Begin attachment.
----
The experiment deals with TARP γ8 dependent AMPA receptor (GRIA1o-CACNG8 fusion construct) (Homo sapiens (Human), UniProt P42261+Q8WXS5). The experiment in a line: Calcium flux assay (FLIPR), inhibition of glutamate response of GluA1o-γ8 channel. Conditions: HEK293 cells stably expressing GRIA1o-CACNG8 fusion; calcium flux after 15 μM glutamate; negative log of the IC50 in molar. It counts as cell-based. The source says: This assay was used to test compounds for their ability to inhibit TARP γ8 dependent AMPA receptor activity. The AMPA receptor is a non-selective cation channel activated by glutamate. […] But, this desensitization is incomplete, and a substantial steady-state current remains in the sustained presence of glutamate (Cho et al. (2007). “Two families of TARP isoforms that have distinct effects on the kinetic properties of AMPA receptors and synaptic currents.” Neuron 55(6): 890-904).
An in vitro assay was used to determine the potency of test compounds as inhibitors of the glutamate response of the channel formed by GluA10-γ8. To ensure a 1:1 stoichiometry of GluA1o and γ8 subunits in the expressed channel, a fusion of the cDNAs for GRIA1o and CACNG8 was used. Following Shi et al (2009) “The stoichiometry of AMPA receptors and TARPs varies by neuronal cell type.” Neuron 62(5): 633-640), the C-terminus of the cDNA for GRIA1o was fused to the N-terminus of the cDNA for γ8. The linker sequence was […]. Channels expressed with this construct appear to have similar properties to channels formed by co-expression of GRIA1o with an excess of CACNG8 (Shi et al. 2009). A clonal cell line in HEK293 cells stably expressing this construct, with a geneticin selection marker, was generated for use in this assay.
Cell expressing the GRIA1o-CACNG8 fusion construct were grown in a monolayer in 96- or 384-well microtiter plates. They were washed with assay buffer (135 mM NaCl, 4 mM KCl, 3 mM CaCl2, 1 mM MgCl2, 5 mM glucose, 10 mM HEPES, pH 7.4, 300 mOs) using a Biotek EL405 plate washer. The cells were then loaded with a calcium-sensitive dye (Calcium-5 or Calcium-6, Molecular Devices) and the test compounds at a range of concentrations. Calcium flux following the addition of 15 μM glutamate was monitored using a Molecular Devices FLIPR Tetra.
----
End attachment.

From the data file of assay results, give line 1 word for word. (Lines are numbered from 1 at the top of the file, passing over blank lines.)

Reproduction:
The experiment deals with TARP γ8 dependent AMPA receptor (GRIA1o-CACNG8 fusion construct) (Homo sapiens (Human), UniProt P42261+Q8WXS5). The experiment in a line: Calcium flux assay (FLIPR), inhibition of glutamate response of GluA1o-γ8 channel. Conditions: HEK293 cells stably expressing GRIA1o-CACNG8 fusion; calcium flux after 15 μM glutamate; negative log of the IC50 in molar. It counts as cell-based. The source says: This assay was used to test compounds for their ability to inhibit TARP γ8 dependent AMPA receptor activity. The AMPA receptor is a non-selective cation channel activated by glutamate. […] But, this desensitization is incomplete, and a substantial steady-state current remains in the sustained presence of glutamate (Cho et al. (2007). “Two families of TARP isoforms that have distinct effects on the kinetic properties of AMPA receptors and synaptic currents.” Neuron 55(6): 890-904).